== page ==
Note: The “tweed” fabric used on this era of Fender amplifiers is actually cotton twill. The choice was inspired by linen fabric offered on high grade airplane luggage. In other words, it was meant to be durable.

A Lesson in Tone and Tremolo
Wide Panel

It’s hard to imagine a time when amplifiers did not have Bass, Middle, and Treble controls but this was the reality in 1953. Interestingly, the initial premise for providing more control over tone was to allow for less distortion at louder volumes. In today’s terms that might seem counterintuitive but the intent was to remove unwanted distortion from signals that might present an unbalanced frequency response to the power amplifier.

Model T.V. Front Wide Panel Narrow Panel
1948-53 1953-55 1955-60
1×15 1×15* 4×10
2×12 ~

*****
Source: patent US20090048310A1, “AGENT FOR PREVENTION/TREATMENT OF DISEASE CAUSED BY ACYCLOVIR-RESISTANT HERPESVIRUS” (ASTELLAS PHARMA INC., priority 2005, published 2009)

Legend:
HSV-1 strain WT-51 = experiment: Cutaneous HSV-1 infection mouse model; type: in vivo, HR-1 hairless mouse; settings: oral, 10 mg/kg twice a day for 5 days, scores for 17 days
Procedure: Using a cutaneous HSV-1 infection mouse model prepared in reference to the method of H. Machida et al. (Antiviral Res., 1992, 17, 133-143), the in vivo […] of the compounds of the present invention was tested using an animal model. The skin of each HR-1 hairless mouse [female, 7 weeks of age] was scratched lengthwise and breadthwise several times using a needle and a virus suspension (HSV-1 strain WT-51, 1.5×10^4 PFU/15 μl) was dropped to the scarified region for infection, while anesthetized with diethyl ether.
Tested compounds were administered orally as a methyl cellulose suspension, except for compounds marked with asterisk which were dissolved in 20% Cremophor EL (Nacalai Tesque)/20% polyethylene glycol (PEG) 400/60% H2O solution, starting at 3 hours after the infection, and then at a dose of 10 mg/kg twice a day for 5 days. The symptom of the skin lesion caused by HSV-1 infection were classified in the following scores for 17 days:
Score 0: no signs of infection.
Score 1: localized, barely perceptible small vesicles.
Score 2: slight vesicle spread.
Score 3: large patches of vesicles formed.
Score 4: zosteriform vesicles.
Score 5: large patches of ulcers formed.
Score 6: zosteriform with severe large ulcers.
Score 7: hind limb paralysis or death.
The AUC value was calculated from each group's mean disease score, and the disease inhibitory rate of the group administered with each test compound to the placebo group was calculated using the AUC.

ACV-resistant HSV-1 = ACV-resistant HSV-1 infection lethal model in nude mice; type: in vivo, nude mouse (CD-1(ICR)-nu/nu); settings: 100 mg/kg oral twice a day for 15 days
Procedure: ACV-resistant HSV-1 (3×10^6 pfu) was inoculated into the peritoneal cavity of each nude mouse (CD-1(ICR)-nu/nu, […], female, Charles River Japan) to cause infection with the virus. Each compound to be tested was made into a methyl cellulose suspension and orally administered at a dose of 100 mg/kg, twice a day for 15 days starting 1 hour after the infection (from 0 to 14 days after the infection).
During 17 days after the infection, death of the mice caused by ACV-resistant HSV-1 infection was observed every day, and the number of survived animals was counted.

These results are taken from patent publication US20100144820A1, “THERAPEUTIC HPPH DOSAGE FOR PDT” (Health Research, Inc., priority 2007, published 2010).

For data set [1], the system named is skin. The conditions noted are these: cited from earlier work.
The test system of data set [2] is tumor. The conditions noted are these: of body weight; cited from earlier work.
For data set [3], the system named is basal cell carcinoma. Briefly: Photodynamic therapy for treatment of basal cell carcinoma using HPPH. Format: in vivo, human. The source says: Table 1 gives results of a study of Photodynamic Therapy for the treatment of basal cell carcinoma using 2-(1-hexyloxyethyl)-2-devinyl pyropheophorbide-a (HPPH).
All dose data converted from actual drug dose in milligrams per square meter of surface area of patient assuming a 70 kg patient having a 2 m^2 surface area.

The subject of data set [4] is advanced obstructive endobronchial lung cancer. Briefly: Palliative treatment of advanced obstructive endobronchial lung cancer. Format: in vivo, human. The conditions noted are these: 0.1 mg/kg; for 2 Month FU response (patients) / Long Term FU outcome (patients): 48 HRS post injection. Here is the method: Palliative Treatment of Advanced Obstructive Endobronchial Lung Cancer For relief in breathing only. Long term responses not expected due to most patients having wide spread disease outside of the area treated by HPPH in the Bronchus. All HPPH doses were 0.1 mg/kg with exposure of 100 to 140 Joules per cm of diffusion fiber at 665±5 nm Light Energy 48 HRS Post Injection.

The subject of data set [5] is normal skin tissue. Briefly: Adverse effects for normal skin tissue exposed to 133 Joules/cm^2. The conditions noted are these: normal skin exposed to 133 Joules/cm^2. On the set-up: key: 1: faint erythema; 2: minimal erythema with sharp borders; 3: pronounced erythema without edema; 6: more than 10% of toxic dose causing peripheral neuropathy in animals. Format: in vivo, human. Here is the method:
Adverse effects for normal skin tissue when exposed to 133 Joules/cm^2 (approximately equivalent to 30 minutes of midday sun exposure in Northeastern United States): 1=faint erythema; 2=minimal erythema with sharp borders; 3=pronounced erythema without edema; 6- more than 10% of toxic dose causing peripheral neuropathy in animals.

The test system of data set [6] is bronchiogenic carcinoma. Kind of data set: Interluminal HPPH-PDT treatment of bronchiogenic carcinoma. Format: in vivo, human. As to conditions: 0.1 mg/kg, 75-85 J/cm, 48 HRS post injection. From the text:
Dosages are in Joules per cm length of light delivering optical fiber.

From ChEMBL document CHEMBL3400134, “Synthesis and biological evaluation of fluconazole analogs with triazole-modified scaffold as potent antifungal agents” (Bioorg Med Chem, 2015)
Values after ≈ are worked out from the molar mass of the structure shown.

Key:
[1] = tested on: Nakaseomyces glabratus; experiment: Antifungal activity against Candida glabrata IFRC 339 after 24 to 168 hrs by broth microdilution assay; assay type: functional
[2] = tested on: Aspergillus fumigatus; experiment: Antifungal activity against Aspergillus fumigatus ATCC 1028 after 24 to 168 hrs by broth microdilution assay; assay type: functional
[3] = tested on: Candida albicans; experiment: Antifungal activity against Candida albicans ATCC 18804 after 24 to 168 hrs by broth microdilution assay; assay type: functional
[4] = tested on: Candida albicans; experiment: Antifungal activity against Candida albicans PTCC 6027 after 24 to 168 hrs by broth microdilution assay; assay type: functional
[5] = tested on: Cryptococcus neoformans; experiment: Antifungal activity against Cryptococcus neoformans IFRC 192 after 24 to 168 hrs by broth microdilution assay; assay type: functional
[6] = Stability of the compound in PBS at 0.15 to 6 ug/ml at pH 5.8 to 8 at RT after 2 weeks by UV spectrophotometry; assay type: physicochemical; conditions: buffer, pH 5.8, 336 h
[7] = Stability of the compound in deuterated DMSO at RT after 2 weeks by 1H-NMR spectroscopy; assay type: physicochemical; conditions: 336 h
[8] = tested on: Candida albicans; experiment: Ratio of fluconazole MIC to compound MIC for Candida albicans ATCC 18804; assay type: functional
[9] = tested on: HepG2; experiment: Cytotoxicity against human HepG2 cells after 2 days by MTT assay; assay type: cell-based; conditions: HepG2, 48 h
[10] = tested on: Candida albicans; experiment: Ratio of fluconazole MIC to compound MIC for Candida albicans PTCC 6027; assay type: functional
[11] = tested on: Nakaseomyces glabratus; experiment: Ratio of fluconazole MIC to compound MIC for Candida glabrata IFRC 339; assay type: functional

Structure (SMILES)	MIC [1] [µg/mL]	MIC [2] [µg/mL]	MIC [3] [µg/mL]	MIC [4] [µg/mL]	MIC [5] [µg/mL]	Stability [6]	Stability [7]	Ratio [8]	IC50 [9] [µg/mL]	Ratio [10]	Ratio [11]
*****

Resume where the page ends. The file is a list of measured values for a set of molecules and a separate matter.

1×15 3×10
~ : carries forward the same dimension from the previous era
* : Bass + Treble (and Presence for non-Tremolo models), as opposed to a single Tone control
† : Bass + Middle + Treble controls, the classic Fender tone stack
‡ : Built-in Tremolo circuit, Speed and Depth controls
Narrow Panel

Note: Tremolo was first offered in guitar amplifiers as early as 1947 by companies like Danelectro, Multivox, and Gibson. It’s not clear why Leo Fender hesitated on making the decision to pad the lineup with built-in effects. However once established, these effects would become defining characteristics of the Fender legacy.

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VG207A Amplifier
VG1X12C15W68 Cabinet

The VG207A Amplifier paired with the VG1X12C15W68 Cabinet is modeled after a Tweed Tremolux with a speaker upgrade, typically done at the factory between 1963-67. This model most notably introduced tremolo into the Fender lineup. Reference tones include Eric Clapton’s sound from Derek and the Dominoes, as well as Larry Carlton’s searing leads from Steely Dan.

White, Brown, and Blackface